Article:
Learning extreme wave run-up conditions

Dripta Mj, Denys Dutykh

Research output: Contribution to journalArticlepeer-review

3 Scopus citations


Wave inundation in coastal regions is an ubiquitous hazard, and near-shore bathymetric variations can significantly influence the dynamics of such events. A multifaceted approach is developed in this work to identify environmental conditions, primarily the coastal profiles, aiding in extreme wave run-ups. The near-shore bathymetry profile is approximated using a Gaussian process model. The latter is then used for simulation of waves using a finite-volume based numerical approach approximating nonlinear shallow water equations. Optimization is performed in the framework of Bayesian optimization which uses the generated information to build a surrogate model for the wave run-up objective function, and then uses an acquisition function to sequentially determine the next-best query point in its feature space. We show that certain bathymetry geometries can lead to resonant run-ups that are larger than known results of maximum run-up on a plane beach. Another mechanism, possibly resulting from the interaction of the trailing and the preceding bore, can also lead to extreme run-ups, although much lower in magnitude than in the resonant case. We also perform a few case-studies with N−waves, as well as on bathymetric conditions for least wave-run ups. Application of the approach in conceptual designing of coastal structures is also demonstrated.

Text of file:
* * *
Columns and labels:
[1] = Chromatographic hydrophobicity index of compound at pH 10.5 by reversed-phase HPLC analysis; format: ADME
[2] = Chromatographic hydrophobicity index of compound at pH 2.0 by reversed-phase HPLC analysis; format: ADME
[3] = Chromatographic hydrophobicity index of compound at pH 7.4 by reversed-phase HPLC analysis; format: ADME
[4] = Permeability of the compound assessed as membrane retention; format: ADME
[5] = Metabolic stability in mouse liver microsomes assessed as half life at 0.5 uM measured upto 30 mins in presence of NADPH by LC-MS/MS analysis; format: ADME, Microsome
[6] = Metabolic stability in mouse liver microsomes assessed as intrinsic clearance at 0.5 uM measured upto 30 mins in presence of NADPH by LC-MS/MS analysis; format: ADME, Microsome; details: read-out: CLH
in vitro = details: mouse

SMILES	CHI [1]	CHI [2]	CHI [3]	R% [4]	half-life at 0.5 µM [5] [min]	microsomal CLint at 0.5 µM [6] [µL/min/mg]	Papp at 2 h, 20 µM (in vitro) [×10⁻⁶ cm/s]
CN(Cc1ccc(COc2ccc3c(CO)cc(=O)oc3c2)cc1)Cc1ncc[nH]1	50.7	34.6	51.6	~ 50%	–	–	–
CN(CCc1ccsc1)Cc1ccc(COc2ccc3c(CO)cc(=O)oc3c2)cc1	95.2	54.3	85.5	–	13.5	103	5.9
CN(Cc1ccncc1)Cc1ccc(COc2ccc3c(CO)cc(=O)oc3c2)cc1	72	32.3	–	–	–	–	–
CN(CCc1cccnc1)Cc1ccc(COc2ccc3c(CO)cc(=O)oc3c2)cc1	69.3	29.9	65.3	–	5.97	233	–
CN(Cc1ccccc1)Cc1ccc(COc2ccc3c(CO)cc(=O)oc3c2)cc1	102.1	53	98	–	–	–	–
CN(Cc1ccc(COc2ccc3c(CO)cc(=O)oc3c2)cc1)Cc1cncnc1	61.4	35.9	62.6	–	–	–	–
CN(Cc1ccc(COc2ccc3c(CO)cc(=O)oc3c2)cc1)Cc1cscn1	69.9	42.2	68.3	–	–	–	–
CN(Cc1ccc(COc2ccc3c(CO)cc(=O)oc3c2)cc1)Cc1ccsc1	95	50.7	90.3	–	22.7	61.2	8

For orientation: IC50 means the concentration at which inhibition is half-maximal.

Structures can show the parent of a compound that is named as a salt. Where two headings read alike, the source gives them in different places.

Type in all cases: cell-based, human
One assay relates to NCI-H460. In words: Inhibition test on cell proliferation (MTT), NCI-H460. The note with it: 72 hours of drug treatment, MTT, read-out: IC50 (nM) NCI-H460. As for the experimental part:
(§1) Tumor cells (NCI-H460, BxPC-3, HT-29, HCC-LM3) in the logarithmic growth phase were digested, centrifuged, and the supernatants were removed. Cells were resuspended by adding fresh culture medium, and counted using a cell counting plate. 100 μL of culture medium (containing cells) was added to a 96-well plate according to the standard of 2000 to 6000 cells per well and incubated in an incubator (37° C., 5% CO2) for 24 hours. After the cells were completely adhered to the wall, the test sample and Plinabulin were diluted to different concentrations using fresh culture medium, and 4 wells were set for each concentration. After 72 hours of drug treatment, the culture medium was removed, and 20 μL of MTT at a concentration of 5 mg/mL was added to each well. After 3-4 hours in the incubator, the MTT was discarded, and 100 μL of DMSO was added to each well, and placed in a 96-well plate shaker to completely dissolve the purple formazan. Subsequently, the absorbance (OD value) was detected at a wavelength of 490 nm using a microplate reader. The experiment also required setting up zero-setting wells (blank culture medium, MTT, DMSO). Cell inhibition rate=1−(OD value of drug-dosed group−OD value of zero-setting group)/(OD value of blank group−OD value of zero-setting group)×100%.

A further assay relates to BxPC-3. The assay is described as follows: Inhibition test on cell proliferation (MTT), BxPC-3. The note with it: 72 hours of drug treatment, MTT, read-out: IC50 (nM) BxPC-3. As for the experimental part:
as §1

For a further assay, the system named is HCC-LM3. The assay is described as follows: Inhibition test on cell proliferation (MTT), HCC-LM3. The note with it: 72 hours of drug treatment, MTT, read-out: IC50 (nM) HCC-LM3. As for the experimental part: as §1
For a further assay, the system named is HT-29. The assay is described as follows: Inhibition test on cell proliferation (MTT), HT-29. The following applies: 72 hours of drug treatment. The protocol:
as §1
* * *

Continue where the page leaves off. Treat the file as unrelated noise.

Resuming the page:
Original languageBritish English
Article number102400
JournalApplied Ocean Research
StatePublished - Dec 2020


  • Bayesian optimization
  • coastal hazard
  • extreme waves
  • Gaussian process
  • wave run-up


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